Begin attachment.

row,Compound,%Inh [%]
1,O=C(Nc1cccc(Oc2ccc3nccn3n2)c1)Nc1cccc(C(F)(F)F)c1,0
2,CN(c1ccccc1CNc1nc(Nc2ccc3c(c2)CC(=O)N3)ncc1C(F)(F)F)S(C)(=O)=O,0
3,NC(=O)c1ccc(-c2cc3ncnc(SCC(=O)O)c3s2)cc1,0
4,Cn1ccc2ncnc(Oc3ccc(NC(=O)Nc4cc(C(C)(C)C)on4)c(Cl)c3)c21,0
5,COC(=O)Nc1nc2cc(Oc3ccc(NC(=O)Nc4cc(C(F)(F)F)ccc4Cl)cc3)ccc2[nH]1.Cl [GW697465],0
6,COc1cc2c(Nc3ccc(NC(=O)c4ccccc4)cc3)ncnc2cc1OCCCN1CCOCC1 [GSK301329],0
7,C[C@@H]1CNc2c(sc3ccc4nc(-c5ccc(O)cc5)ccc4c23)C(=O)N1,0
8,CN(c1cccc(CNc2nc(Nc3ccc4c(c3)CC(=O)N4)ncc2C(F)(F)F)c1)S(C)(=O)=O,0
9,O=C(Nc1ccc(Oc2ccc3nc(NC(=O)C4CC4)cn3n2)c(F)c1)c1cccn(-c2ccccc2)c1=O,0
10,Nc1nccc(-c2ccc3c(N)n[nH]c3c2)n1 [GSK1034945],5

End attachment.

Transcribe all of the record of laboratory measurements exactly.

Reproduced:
row,Compound,%Inh [%]
1,O=C(Nc1cccc(Oc2ccc3nccn3n2)c1)Nc1cccc(C(F)(F)F)c1,0
2,CN(c1ccccc1CNc1nc(Nc2ccc3c(c2)CC(=O)N3)ncc1C(F)(F)F)S(C)(=O)=O,0
3,NC(=O)c1ccc(-c2cc3ncnc(SCC(=O)O)c3s2)cc1,0
4,Cn1ccc2ncnc(Oc3ccc(NC(=O)Nc4cc(C(C)(C)C)on4)c(Cl)c3)c21,0
5,COC(=O)Nc1nc2cc(Oc3ccc(NC(=O)Nc4cc(C(F)(F)F)ccc4Cl)cc3)ccc2[nH]1.Cl [GW697465],0
6,COc1cc2c(Nc3ccc(NC(=O)c4ccccc4)cc3)ncnc2cc1OCCCN1CCOCC1 [GSK301329],0
7,C[C@@H]1CNc2c(sc3ccc4nc(-c5ccc(O)cc5)ccc4c23)C(=O)N1,0
8,CN(c1cccc(CNc2nc(Nc3ccc4c(c3)CC(=O)N4)ncc2C(F)(F)F)c1)S(C)(=O)=O,0
9,O=C(Nc1ccc(Oc2ccc3nc(NC(=O)C4CC4)cn3n2)c(F)c1)c1cccn(-c2ccccc2)c1=O,0
10,Nc1nccc(-c2ccc3c(N)n[nH]c3c2)n1 [GSK1034945],5